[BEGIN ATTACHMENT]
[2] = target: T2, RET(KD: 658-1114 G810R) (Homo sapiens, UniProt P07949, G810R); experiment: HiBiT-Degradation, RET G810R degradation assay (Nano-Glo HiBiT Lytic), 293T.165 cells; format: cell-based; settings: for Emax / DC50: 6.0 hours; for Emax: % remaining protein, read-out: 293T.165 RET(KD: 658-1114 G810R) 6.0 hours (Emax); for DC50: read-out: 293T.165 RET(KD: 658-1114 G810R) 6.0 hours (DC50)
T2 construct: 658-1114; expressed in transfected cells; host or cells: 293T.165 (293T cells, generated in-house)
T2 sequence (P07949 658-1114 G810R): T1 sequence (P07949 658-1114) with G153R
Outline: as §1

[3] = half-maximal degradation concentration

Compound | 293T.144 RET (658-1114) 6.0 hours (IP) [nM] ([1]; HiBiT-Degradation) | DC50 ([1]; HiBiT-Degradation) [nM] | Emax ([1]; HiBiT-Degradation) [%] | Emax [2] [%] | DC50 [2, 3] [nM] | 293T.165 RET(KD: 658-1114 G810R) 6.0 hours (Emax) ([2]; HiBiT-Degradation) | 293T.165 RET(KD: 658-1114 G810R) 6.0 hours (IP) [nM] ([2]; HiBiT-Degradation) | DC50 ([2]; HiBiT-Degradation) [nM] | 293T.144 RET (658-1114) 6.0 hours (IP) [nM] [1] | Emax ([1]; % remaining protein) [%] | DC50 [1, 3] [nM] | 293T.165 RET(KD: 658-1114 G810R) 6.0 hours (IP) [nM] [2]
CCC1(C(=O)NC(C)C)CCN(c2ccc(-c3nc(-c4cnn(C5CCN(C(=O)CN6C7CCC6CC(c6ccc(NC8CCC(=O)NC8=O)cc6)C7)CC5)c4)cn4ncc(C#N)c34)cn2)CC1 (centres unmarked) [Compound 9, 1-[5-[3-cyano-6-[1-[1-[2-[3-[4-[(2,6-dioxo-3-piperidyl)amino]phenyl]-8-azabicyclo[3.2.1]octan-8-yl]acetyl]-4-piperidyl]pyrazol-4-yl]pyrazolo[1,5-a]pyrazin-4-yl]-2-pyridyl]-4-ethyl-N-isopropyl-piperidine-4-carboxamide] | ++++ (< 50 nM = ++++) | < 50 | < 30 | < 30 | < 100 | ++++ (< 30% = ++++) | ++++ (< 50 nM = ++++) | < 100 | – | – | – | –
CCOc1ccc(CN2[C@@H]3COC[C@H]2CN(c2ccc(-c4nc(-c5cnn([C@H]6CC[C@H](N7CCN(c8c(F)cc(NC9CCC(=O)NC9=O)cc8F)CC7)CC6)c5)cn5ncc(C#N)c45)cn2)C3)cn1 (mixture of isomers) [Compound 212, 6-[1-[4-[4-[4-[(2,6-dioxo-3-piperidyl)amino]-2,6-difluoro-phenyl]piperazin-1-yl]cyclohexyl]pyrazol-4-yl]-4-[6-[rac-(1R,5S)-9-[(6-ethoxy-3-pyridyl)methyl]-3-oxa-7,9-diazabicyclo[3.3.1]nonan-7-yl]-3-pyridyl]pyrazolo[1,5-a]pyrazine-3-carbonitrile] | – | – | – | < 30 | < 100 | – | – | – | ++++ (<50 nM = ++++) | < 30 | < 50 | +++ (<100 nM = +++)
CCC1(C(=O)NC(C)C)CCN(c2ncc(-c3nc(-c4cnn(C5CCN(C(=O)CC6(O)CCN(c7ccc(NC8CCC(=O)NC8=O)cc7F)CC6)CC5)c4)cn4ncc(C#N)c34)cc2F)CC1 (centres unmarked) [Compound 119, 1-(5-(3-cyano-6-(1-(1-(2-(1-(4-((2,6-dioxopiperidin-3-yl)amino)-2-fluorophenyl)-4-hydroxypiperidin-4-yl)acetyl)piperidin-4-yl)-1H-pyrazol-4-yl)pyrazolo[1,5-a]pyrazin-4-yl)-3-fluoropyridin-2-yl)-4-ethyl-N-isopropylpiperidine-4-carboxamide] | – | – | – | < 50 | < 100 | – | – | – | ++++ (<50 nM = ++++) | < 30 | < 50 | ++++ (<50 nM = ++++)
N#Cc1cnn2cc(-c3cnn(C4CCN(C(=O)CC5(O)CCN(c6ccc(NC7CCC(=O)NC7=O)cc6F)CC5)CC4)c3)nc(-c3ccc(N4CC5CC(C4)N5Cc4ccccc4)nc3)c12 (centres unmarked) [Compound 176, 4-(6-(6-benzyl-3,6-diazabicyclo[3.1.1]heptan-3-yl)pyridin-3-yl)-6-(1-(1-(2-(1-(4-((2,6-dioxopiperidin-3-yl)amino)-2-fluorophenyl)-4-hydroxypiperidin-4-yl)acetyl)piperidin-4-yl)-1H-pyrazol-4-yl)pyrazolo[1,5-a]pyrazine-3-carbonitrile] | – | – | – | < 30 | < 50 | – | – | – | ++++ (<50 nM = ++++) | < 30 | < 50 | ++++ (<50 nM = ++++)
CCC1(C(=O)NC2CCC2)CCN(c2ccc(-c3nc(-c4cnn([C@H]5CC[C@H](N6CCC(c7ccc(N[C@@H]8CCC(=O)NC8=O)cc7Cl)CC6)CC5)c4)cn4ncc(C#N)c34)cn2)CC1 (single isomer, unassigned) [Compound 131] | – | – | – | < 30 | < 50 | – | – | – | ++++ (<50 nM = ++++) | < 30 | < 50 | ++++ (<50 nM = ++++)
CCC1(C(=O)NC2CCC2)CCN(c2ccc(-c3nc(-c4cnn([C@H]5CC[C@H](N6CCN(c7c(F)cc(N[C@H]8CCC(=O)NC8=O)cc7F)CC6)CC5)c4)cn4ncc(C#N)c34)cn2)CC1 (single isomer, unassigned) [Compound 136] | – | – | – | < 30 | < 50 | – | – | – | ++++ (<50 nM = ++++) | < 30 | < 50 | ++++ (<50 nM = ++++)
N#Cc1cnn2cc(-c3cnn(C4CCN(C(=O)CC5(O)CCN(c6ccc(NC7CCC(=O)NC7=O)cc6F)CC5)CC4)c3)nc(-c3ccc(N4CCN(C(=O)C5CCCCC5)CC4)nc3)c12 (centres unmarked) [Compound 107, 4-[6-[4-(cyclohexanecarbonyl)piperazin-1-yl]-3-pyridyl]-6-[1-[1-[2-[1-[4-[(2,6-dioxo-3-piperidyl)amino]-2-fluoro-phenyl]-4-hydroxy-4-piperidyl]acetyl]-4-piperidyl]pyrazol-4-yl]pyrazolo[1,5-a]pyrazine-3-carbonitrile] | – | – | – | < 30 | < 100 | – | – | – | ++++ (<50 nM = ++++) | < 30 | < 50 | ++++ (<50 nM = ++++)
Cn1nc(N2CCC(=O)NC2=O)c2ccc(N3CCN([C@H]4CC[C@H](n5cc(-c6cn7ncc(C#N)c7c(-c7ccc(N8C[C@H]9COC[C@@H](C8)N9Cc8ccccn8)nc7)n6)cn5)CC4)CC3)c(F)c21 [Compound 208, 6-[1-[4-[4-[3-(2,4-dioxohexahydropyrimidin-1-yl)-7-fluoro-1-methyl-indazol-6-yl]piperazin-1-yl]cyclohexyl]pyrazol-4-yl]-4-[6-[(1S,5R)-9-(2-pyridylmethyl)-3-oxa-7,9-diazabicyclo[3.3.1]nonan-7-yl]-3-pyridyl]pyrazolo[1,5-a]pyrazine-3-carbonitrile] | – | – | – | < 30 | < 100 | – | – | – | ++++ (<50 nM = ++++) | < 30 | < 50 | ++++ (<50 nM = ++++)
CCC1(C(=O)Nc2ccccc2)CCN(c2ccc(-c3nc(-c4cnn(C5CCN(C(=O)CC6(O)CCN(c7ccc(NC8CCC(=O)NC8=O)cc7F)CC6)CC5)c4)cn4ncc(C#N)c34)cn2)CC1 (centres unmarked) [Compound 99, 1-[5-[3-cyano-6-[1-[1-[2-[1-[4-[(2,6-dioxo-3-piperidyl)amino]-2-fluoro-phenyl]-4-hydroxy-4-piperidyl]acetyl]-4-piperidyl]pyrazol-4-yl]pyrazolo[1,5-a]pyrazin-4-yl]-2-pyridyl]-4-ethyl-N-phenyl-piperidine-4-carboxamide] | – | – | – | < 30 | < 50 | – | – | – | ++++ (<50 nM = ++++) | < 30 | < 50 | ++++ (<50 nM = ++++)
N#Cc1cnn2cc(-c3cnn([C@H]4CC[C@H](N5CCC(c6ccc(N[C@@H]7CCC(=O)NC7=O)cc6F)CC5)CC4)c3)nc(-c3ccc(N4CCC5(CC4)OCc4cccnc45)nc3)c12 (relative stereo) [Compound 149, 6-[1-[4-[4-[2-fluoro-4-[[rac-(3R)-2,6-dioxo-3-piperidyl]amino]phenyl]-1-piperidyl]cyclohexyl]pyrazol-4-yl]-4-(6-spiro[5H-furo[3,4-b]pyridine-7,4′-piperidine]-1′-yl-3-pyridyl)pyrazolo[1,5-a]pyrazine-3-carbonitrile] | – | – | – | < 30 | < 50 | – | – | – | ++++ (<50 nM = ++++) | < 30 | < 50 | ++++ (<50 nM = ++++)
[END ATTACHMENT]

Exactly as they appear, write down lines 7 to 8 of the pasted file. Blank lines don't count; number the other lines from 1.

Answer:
CCC1(C(=O)NC(C)C)CCN(c2ccc(-c3nc(-c4cnn(C5CCN(C(=O)CN6C7CCC6CC(c6ccc(NC8CCC(=O)NC8=O)cc6)C7)CC5)c4)cn4ncc(C#N)c34)cn2)CC1 (centres unmarked) [Compound 9, 1-[5-[3-cyano-6-[1-[1-[2-[3-[4-[(2,6-dioxo-3-piperidyl)amino]phenyl]-8-azabicyclo[3.2.1]octan-8-yl]acetyl]-4-piperidyl]pyrazol-4-yl]pyrazolo[1,5-a]pyrazin-4-yl]-2-pyridyl]-4-ethyl-N-isopropyl-piperidine-4-carboxamide] | ++++ (< 50 nM = ++++) | < 50 | < 30 | < 30 | < 100 | ++++ (< 30% = ++++) | ++++ (< 50 nM = ++++) | < 100 | – | – | – | –
CCOc1ccc(CN2[C@@H]3COC[C@H]2CN(c2ccc(-c4nc(-c5cnn([C@H]6CC[C@H](N7CCN(c8c(F)cc(NC9CCC(=O)NC9=O)cc8F)CC7)CC6)c5)cn5ncc(C#N)c45)cn2)C3)cn1 (mixture of isomers) [Compound 212, 6-[1-[4-[4-[4-[(2,6-dioxo-3-piperidyl)amino]-2,6-difluoro-phenyl]piperazin-1-yl]cyclohexyl]pyrazol-4-yl]-4-[6-[rac-(1R,5S)-9-[(6-ethoxy-3-pyridyl)methyl]-3-oxa-7,9-diazabicyclo[3.3.1]nonan-7-yl]-3-pyridyl]pyrazolo[1,5-a]pyrazine-3-carbonitrile] | – | – | – | < 30 | < 100 | – | – | – | ++++ (<50 nM = ++++) | < 30 | < 50 | +++ (<100 nM = +++)